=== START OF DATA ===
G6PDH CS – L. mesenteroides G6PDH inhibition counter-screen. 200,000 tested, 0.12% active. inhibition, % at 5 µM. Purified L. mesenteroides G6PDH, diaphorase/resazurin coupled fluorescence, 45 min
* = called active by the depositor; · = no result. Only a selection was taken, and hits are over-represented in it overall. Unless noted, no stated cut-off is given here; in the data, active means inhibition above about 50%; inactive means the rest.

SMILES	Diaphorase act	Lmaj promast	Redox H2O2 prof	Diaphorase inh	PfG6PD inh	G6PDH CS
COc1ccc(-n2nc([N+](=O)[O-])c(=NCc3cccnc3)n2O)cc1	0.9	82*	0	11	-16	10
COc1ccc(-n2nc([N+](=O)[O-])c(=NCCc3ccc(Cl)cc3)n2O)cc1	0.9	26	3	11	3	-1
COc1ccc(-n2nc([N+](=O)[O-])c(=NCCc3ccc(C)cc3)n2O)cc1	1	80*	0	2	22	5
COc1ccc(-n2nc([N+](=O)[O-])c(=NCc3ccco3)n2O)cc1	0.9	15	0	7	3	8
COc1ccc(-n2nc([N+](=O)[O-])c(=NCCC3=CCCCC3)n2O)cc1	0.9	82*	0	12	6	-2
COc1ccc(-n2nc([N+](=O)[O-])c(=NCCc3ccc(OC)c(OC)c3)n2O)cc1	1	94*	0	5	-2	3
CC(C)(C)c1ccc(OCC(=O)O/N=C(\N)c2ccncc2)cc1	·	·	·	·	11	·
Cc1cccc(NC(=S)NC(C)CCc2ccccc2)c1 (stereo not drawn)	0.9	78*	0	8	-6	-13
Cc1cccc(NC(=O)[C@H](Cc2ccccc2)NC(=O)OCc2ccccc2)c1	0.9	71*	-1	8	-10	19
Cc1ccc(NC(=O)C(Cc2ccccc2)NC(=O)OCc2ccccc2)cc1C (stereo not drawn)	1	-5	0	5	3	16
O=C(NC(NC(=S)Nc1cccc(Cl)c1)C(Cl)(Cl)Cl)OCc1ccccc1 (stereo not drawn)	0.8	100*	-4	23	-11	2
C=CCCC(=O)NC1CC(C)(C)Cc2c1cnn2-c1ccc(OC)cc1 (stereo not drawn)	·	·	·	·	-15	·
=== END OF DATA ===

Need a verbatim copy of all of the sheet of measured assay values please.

G6PDH CS – L. mesenteroides G6PDH inhibition counter-screen. 200,000 tested, 0.12% active. inhibition, % at 5 µM. Purified L. mesenteroides G6PDH, diaphorase/resazurin coupled fluorescence, 45 min
* = called active by the depositor; · = no result. Only a selection was taken, and hits are over-represented in it overall. Unless noted, no stated cut-off is given here; in the data, active means inhibition above about 50%; inactive means the rest.

SMILES	Diaphorase act	Lmaj promast	Redox H2O2 prof	Diaphorase inh	PfG6PD inh	G6PDH CS
COc1ccc(-n2nc([N+](=O)[O-])c(=NCc3cccnc3)n2O)cc1	0.9	82*	0	11	-16	10
COc1ccc(-n2nc([N+](=O)[O-])c(=NCCc3ccc(Cl)cc3)n2O)cc1	0.9	26	3	11	3	-1
COc1ccc(-n2nc([N+](=O)[O-])c(=NCCc3ccc(C)cc3)n2O)cc1	1	80*	0	2	22	5
COc1ccc(-n2nc([N+](=O)[O-])c(=NCc3ccco3)n2O)cc1	0.9	15	0	7	3	8
COc1ccc(-n2nc([N+](=O)[O-])c(=NCCC3=CCCCC3)n2O)cc1	0.9	82*	0	12	6	-2
COc1ccc(-n2nc([N+](=O)[O-])c(=NCCc3ccc(OC)c(OC)c3)n2O)cc1	1	94*	0	5	-2	3
CC(C)(C)c1ccc(OCC(=O)O/N=C(\N)c2ccncc2)cc1	·	·	·	·	11	·
Cc1cccc(NC(=S)NC(C)CCc2ccccc2)c1 (stereo not drawn)	0.9	78*	0	8	-6	-13
Cc1cccc(NC(=O)[C@H](Cc2ccccc2)NC(=O)OCc2ccccc2)c1	0.9	71*	-1	8	-10	19
Cc1ccc(NC(=O)C(Cc2ccccc2)NC(=O)OCc2ccccc2)cc1C (stereo not drawn)	1	-5	0	5	3	16
O=C(NC(NC(=S)Nc1cccc(Cl)c1)C(Cl)(Cl)Cl)OCc1ccccc1 (stereo not drawn)	0.8	100*	-4	23	-11	2
C=CCCC(=O)NC1CC(C)(C)Cc2c1cnn2-c1ccc(OC)cc1 (stereo not drawn)	·	·	·	·	-15	·